One road you won't need to take to slenderise Windows Server 2008 is to run it as a 32-bit (x86) OS instead of 64-bit (x64). You've heard hype that the overhead of going to 64 bit, especially for virtual guests, is substantial enough to blow x64 off unless you know you need access to a 64-bit virtual address space (as if that knowledge were easy to come by). Dismiss this as noise. The 32-bit server OS is the HD DVD of IT, even for virtual guests. It's time to step into the future.
To put a fine point on the virtues of Windows Server 2008's trimmer physique, consider that I ran the x64 Windows Server 2008 Standard on an Apple MacBook Pro, running as a 64-bit virtual guest under VMware Fusion software virtualisation for OS X. Of MacBook Pro's 2GB of RAM, I reserved 512MB for Windows Server 2008. I made just one allowance for Windows Server 2008: I installed it on an off-board 18GB FireWire-powered hard drive. To be honest, that was for me. I wanted a blinky light that showed me how hard Windows Server 2008 was hitting the drive.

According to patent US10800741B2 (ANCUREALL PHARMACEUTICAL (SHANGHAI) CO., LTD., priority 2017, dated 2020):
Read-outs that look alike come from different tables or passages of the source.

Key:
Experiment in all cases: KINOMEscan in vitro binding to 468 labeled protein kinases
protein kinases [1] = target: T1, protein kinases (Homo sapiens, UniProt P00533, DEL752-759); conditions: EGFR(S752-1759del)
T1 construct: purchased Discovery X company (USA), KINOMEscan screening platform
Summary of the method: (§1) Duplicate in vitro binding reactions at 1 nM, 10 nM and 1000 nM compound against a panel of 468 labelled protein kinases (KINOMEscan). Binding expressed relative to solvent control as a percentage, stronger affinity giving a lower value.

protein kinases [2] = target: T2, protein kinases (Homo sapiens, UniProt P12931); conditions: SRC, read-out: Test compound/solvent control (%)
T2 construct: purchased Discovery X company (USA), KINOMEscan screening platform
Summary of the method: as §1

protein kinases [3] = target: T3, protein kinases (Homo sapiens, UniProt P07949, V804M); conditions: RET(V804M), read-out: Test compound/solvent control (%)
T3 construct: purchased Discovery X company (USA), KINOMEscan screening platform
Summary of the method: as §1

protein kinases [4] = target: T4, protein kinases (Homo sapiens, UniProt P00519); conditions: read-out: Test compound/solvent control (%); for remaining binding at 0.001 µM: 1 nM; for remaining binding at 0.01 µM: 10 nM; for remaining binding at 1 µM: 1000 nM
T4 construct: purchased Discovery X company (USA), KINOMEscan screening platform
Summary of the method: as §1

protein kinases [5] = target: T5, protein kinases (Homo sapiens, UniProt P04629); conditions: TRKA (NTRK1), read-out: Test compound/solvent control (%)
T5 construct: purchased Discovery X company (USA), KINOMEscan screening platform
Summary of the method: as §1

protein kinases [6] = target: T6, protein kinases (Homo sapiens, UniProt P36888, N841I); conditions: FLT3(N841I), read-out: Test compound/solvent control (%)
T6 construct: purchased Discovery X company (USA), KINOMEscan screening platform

What-ux? Seen from one perspective, Microsoft wants to reach out to and play nice with Linux. Subsystem for Unix Applications (SUA) is bundled with Windows Server 2008 Standard, Enterprise, and Datacenter, and all Windows Server 2008 SKUs can compile and run many open source and commercial x86/x64 operating systems, OS X being a notable exception. Microsoft's decision, albeit one made under legal duress, to publish its proprietary APIs and protocols should make Linux developers and users of freeware Linux distributions ecstatic.